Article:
Jack Pearadin and Doug Nelsen found a 1.73-carat diamond after nearly a year of searching the park's field.
The moments of greatest success in “Sin Nombre,” playing now, come in its depiction of immigrants scrambling to board a northbound Mexican freight train and in its foray into the den of the murderous street gang that claims dominion over that line. Both inspire instant claustrophobia: the reptile-level sympathetic nervous system response in your brain telegraphs the hot taste of panic to the back of your throat — I want out, out, out.
Fight or flight? The protagonists of “Sin Nombre” choose both. The first, a teen-aged Honduran girl named Sayra (a serious Paulina Gaitan) leaves Tegucigalpa with her uncle and father, who was deported from New Jersey and aims at leading the trio back to the wife and kids he left there. The second, a young gang member named Willy (Edgar Flores), known to his homies as “El Casper,” aids Sayra after his clashes with his gang's leader compel him to flee north as well.
To say more would defuse the shock of the pivotal points of the plot. They accumulate as a mood of fear that illuminates the title. No one in the film is “without name,” as the translation goes, until viewed from the villages along the train tracks, or by the border police shining lights into transport trucks or, perhaps, tarring your roof or bussing your corner table. A pun lurks, as well, in the word “sin,” as it does in the double-edged words of a gang leader to a new recruit: “Wherever you go, there will be someone to take care of you.” For the immigrants, leaving means becoming no one. For the gang members, joining likewise means losing yourself.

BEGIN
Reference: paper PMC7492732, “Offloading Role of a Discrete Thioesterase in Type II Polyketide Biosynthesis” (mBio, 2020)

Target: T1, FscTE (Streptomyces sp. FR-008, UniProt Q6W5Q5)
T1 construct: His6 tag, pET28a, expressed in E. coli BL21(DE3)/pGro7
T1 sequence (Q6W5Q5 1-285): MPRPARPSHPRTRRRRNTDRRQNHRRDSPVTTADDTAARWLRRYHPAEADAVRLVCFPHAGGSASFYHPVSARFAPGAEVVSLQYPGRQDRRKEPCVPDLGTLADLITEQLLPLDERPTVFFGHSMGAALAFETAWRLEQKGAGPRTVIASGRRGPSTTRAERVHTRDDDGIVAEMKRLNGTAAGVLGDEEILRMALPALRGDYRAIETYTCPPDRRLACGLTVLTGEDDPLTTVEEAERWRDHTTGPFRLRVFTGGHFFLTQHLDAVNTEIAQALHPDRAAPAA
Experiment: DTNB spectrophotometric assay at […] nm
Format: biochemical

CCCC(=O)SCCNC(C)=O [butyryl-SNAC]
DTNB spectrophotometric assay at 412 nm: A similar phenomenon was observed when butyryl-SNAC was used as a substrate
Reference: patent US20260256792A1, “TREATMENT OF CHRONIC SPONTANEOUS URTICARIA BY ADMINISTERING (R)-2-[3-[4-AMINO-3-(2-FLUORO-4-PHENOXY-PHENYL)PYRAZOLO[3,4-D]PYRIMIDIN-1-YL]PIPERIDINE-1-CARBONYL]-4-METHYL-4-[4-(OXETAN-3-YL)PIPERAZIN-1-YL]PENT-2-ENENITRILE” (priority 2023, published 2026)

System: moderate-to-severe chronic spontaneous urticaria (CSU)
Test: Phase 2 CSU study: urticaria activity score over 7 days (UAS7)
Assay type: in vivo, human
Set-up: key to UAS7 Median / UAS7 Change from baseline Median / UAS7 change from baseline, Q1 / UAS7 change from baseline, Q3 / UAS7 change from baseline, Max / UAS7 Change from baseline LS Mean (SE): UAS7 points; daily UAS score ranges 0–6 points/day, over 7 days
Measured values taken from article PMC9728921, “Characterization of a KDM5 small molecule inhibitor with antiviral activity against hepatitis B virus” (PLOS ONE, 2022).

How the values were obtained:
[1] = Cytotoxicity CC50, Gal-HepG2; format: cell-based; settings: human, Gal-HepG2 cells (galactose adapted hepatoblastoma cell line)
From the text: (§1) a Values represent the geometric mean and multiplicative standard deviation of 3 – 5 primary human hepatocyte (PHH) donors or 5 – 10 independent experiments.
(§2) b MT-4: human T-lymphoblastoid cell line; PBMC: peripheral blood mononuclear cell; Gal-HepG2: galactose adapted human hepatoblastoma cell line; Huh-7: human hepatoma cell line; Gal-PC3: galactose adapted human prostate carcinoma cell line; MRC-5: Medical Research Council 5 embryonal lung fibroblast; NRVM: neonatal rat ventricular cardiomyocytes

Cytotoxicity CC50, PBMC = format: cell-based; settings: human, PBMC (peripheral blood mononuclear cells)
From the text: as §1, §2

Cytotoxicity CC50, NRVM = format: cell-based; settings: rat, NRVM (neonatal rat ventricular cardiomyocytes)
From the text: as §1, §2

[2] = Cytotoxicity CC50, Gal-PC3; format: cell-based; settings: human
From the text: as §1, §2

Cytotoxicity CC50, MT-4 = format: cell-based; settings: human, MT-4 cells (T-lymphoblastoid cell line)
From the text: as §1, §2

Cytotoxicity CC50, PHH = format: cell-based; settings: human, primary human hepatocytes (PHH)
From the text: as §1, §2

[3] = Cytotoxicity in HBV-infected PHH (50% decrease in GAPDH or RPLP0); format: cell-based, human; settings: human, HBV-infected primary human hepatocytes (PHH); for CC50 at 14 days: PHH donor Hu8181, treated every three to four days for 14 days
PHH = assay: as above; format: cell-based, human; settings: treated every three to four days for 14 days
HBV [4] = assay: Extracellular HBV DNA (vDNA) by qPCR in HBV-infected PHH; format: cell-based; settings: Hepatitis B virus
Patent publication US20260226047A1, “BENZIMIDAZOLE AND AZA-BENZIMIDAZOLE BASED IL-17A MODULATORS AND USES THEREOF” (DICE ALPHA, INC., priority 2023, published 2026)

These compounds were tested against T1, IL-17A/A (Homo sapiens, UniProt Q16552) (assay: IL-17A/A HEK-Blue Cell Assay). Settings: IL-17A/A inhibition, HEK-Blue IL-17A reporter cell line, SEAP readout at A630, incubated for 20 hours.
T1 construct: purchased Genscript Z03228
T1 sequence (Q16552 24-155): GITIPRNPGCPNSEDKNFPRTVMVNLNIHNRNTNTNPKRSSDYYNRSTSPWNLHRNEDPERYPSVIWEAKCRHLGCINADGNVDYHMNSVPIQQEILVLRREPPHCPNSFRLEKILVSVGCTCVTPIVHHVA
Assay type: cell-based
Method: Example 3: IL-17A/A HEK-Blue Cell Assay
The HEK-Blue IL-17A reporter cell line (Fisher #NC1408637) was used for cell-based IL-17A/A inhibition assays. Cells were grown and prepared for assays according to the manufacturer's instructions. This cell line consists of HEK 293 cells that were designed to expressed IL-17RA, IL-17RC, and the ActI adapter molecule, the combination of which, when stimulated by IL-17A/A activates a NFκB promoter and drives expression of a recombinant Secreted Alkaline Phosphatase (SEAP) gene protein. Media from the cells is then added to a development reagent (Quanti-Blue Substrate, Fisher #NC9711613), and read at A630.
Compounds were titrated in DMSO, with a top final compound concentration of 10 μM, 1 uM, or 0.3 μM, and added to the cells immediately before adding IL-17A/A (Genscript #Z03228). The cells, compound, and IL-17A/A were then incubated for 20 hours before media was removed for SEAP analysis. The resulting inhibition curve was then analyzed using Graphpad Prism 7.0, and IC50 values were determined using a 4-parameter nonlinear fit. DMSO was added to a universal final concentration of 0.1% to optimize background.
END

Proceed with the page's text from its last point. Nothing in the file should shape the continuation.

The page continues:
Gangland movies are a cinematic staple — this one at times recalls the sinister grit of “City of God” — but it is the depiction of the weeks-long immigration atop freight cars that will linger. This journey, one that has become as elemental to the American experience as passenger steamers crossing the Atlantic to Ellis Island, is an under-told story. Director Cary Fukunaga renders it with the unflinching candor of a documentary — appropriate, since his research for the movie involved his own 700-mile train journey with immigrants. It's no wonder that Sundance loved this film: Fukunaga won the Directing Award and Adriano Goldman the Cinematography Award in the dramatic category, where “Sin Nombre” also was nominated for the Grand Jury Prize.
Its utter lack of romanticism about riding the rails doesn't preclude “Sin Nombre” from finding heart in the land it traverses or between its characters. For a movie with so little humor in it, “Sin Nombre” cannot be said, at least, to be relentlessly dark. Hope, almost as much as fear, drives Sayra and Willy. That their hope is merely to arrive alive in south Texas adds to the story's effect. Rare is the foreign-language film with so much to say about what it means to live in the United States. You'll leave rattled, sober and craving a cheeseburger.